Nova Scotia

Lobster population deemed healthy in eastern N.S. as uncertain season begins

A Department of Fisheries and Oceans stock assessment has found the lobster population from Halifax to northern Cape Breton is strong.

'We can't help but be pleased, to take some pride,' says Cape Breton fisherman

The COVID-19 pandemic has upended the lobster industry in Nova Scotia. (CBC)

More than 500 lobster fishermen in northern Cape Breton will set their traps Friday as a season unlike many others opens.

The COVID-19 pandemic has depressed the market and there are fears about what that will do to prices.

But biologically speaking, the fishery in what is known as Lobster Fishing Area 27 is in great shape, according to the latest stock assessment of the seven LFAs in eastern Nova Scotia that run from Halifax to the tip of northern Cape Breton.

Fishermen in eastern Nova Scotia are catching more lobster per trap, which the Department of Fisheries and Oceans said is a sign the biomass is growing. The assessment said the fishing effort in LFAs 27 to 32 is sustainable and poses no threat to the stock.

"It's really nice to hear some good news, that's for certain," said LFA 27 lobster fisherman Kevin Squires.

"We can't help but be pleased, to take some pride that the harvesters have had the initiative to continue to support the conservation measures that have been installed a few years ago with raising the minimum size."

Conservation efforts

In several of the districts, the DFO assessment notes, fishermen have implemented conservation measures that include raising the minimum size of lobster caught and setting trap limits lower than those dictated by the federal government.

Fishermen are also V-notching — a mark on the tail flipper to identify and protect breeding females, which are put back in the water.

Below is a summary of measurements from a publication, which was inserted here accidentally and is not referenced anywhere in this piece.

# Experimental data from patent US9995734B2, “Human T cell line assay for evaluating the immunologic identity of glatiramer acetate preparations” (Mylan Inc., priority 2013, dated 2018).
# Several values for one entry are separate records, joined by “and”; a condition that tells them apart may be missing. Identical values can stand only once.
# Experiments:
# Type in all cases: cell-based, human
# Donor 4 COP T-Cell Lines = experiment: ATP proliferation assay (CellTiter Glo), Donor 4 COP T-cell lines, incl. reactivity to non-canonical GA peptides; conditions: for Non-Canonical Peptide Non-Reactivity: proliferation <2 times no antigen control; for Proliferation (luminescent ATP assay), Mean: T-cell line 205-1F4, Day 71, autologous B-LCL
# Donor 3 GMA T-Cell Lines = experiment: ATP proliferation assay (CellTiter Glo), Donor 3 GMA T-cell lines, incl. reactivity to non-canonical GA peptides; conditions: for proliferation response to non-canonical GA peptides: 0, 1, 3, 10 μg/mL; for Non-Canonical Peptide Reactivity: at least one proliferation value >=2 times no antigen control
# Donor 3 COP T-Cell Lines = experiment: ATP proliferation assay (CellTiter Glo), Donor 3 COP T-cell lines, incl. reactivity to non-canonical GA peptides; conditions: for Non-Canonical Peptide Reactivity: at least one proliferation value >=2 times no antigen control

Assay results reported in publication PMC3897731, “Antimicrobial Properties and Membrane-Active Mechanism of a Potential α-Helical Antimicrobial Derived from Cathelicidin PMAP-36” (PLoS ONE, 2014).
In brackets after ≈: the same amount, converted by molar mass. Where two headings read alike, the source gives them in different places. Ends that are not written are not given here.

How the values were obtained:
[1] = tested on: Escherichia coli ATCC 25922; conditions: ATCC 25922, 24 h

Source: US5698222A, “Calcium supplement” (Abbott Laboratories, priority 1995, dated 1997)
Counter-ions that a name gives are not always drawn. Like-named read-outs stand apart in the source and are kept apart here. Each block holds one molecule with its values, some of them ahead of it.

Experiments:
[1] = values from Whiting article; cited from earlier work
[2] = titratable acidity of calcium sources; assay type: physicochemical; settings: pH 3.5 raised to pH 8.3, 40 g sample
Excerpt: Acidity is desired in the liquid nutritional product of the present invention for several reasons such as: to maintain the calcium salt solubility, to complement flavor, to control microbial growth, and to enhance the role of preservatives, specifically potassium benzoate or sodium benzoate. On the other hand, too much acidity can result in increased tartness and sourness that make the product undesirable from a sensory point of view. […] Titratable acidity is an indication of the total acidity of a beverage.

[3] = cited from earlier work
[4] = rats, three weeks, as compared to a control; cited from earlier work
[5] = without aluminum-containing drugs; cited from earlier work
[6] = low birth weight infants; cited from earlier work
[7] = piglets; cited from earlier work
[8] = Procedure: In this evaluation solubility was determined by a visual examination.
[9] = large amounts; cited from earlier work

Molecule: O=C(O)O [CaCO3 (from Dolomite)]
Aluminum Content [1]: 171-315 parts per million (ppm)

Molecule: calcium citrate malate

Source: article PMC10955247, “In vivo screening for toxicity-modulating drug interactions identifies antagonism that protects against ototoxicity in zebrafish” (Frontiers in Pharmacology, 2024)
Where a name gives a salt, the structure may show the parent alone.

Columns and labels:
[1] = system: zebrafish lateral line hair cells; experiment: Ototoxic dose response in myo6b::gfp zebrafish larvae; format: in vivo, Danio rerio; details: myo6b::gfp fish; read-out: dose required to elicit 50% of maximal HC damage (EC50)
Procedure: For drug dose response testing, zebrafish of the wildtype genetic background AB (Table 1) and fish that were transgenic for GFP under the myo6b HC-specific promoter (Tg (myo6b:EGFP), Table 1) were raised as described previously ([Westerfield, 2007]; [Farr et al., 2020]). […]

The stock assessment period ends at the end of 2018.

A DFO economic assessment released last fall reports on the economic impact of the fishery in eastern Nova Scotia. In LFA 27, record landings of 5,861 tonnes in 2018 were valued at $85 million, and 1,270 people were employed in the industry.

The other districts generated total employment for 1,011 people, with 2018 landings from LFAs 28-32 valued at $78 million.

Uncertainty in 2020

While pleased with the DFO assessment, Squires is worried about what happens Friday, which is also the opening day for the large Gulf of St. Lawrence lobster fishery in three provinces.

"We're scheduled to set our traps on Friday and along with over 3,000 other boats," said Squires. "Everybody is fearful that if too much product goes on the market too fast there'll be a price collapse that we'll suffer from for years."

Processors have warned about depressed demand for lobster caused by the COVID-19 pandemic and their ability to process it at plants where physical distancing will reduce productivity on the line.

So far, prices at the wharf in Nova Scotia have held in recent weeks as demand ticked up from Asia and bad weather reduced landings in areas where fishing is underway.

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